I think that before a person takes a step into a life like raving, they have to have a complete knowlegde of self in some way. This doesn't neccesarrily mean that they need to totally scrutinize themselves to the point of insanity, but I believe that it is neccesary to understand yourself as an individual, or at least understand that you are an individual, before you join a collective anything. For example, take a marriage between two people. Each person has something to bring to the table as an individual (meaning that both have things to share with each other). If one of those persons in that relationship is not sure of who they are or what they hold within themselves, then how can they know what they want? How can they know what to give to, and how to receive, their partner? How will they know if they want what there partner has to offer? And an even better question is, how do they know if they really want to be with their partner? All of these questions may seem trivial and far- fetched to a person who wants to just "flow with it" and "feel it", but party(ing) ,like love, is something that can easily sweep you off your feet and away, if your not already grounded. How many 16 - yearolds do you know who are grounded(18?, 20?). I have to admit, there is something wonderfully and romantically attractive about being involed in a unique movement that celebrates dancing and difference. But to me, there is something way more attactive about knowing myself to a point where I know I don't have to prove myself to anyone, and that by being as individual as I can be, I am helping the Whole. As far as religion is concerned, being complety devoted to something means much more than talking about and defending It. It's (to me) living life and accepting your experiences as they come to you and knowing that each experience is just that, and wil add to the betterment of your person. For me, party(ing) left a bad taste in my mouth. Maybe because I was young (16), maybe because I did drugs, maybe because the "scene changed"(a term that is becoming a cliche), but most definitly because i didn't know myself too well. This gave others a chance to mold my ideas about something so ideal. These are the kind of things that people don't realize can happen in a scene thats so intense. ........if it were only simply just about dancing then things would be different. Thats why cultures who incoporate dance and spirituality into their lives survive without the struggle of constantly trying to prove themselves.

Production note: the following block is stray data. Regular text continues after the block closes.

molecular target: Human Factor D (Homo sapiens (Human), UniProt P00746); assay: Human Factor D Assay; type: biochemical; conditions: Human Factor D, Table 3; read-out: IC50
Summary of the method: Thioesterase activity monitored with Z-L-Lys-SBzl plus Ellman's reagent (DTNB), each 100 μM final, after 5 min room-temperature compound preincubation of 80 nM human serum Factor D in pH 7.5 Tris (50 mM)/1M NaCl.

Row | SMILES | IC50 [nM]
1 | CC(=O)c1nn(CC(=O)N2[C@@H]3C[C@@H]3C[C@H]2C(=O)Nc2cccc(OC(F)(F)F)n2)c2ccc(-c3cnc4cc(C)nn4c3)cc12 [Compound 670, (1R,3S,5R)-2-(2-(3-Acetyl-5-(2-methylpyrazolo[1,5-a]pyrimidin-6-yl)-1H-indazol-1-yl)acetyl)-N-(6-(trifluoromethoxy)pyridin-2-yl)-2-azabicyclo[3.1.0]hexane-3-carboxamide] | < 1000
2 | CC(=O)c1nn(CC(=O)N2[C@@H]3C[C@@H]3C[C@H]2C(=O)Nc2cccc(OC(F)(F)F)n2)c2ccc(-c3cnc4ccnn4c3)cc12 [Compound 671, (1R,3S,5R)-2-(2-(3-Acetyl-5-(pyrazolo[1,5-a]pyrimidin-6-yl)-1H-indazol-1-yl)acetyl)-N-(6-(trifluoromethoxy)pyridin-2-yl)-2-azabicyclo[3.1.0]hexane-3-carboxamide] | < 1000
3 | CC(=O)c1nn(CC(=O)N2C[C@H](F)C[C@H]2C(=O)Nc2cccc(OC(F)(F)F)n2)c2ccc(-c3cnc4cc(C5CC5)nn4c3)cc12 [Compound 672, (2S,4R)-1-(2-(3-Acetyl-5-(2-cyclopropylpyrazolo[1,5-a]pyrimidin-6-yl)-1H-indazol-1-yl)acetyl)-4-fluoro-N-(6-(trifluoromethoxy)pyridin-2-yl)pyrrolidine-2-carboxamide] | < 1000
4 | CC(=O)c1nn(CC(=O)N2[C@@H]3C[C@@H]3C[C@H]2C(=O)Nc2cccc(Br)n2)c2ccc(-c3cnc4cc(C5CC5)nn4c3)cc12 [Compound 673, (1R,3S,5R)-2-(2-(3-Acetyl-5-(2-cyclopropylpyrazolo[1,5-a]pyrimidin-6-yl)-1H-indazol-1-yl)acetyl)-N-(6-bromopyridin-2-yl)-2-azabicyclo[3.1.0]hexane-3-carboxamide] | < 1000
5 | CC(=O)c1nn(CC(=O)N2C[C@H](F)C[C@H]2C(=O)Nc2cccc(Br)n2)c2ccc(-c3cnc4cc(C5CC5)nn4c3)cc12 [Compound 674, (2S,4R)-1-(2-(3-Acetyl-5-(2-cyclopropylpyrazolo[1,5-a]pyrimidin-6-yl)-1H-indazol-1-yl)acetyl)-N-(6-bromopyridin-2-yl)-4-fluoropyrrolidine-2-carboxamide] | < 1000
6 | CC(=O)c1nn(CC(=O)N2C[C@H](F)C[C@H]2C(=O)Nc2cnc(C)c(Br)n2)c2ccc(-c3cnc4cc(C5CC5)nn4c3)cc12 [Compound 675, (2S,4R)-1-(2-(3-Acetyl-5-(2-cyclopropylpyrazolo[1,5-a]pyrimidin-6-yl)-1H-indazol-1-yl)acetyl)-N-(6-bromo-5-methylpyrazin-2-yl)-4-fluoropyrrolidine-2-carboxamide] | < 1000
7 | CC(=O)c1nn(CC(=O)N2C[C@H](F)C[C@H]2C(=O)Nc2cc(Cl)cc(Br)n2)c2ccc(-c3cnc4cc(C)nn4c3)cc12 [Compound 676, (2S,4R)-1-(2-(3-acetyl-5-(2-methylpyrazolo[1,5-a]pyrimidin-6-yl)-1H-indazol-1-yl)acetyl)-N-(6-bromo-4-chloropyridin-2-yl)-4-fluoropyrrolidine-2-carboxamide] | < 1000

-- Anonymous, July 07, 1999

Sorry, but Raves are far better than any religion that has ever been made up. i think everybody knows why i say made up. and if the answer is yes, than i'm not the atheist that i thought i was because that would be my fucking religion,,, "Happy Hardcorism", "Junglism" HAHA

-- Anonymous, July 05, 2000

spirtual experience yes, not religion experience. I think it breaks you free from religion and everthing else that is bad in the world.

-- Anonymous, January 09, 2002

I totally agree with what you are saying

-- Anonymous, June 16, 2002

"rave" is definitly a spiritual experience, if you let it be. just like anything in this life, you have to make it what you want. i truely believe "rave" is that thing in this world that we brought with us to escape all the bullshit that happens from day to day.

i myself could never fit into banging my head all night long to guitar bands... i just think that is so corny and negative. i'm glad that i can meet kids anywhere and relate instantly with them... if they've tried it before.

i know alot of people here have said put the drugs aside... but look what the drugs have done, they've really allowed people to open up! raving is what happens when the human spirit is allowed to escape and relax... truely a vacation for the soul! if i was a parent/lawmaker i'd be shitting my pants too... who'd imagine that thing they sorta felt, with the hippies, would be back?

This is the age of aquaris people open your eyes ;)

-- Anonymous, February 01, 2003